Abstract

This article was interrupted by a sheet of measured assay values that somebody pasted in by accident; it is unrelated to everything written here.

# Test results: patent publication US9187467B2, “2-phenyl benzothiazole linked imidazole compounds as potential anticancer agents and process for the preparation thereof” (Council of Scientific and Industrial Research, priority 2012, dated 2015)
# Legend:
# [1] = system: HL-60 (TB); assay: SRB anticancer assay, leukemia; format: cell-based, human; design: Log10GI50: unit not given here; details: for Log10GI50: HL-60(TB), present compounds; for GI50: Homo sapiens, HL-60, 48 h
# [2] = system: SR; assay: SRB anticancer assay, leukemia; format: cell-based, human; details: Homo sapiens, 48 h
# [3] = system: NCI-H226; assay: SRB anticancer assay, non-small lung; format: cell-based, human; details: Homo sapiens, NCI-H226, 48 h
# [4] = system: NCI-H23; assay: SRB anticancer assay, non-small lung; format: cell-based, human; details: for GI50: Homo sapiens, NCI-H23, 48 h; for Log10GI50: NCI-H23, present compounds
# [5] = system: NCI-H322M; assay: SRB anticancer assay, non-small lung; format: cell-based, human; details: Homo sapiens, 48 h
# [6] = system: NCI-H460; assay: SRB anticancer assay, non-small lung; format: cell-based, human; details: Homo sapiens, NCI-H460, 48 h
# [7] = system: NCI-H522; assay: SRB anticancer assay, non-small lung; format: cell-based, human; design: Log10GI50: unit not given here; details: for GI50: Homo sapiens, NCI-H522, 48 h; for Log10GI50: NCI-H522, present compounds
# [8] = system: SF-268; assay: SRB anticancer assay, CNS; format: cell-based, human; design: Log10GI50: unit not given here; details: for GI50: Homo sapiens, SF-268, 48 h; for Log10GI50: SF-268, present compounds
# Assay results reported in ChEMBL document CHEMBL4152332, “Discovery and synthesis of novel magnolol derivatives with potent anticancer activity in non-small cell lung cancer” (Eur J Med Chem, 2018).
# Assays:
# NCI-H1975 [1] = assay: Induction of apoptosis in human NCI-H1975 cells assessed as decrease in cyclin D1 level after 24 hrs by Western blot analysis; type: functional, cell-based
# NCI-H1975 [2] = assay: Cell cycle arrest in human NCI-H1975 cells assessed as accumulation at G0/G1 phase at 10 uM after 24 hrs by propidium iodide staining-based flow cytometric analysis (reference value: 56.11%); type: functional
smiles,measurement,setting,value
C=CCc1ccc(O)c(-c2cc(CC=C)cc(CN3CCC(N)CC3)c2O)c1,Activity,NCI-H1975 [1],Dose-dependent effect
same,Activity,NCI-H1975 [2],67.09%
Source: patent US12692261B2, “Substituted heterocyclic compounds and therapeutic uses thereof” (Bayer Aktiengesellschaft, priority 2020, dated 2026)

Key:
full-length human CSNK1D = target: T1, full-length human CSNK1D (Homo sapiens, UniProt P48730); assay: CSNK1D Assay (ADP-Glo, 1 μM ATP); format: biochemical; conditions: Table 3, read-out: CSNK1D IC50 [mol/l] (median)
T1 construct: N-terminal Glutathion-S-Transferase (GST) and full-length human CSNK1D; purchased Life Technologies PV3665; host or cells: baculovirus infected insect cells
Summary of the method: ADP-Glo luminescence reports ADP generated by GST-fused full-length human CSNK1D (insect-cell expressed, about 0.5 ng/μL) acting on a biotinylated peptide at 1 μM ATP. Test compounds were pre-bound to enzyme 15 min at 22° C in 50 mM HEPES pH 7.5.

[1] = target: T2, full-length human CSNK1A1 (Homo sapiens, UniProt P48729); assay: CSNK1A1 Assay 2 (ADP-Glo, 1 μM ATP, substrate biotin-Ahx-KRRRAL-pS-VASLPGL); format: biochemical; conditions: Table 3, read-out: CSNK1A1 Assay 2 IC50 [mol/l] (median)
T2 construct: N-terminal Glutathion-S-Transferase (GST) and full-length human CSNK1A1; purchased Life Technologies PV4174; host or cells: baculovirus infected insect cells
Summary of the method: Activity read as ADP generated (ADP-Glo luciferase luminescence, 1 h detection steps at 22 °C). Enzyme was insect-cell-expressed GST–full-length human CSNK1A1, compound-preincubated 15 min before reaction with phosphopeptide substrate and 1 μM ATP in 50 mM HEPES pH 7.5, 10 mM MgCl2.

Several depocentres have developed along the NNW–SSE-striking Strouma (Strymon) Lineament since the Miocene, forming the Strouma/Strymon graben system. Some of these basins, including the Dzherman and Simitli, strike at high angles to the lineament. The rhomboid-shaped Simitli basin is limited in the south by the NE–SW-striking, seismically active Kroupnik fault and contains terrestrial clastic sediments, which have been deposited since the Sarmatian. Its formation is attributed to ‘wrench-dominated transtension’ (DB event) which activated the basin's NE–SW-striking boundary faults as left-lateral strike-slip structures during the Early–Middle Miocene. This deformation was associated with NNE–SSW contraction and WNW–ESE extension and succeeded the NNE–SSW contraction caused by ‘pure shear-dominated transpression’ (DA event), which governed the region in Late Oligocene–Early Miocene times. During the Middle–Late Miocene, the DB event was followed by WNW–ESE ‘pure shear-dominated extension’ (D1 event), which caused further widening of the basin. The transtensional origin of the Simitli basin is explained by lateral extrusion of the crustal mass squeezed between the Apulian–Adriatic microplate and the European foreland towards the North Aegean Sea. The subduction retreat of the Hellenic orogen possibly enhanced this lateral extrusion, and from the Late Miocene onwards the NE–SW-oriented back-arc extension balanced the continuing retreat.

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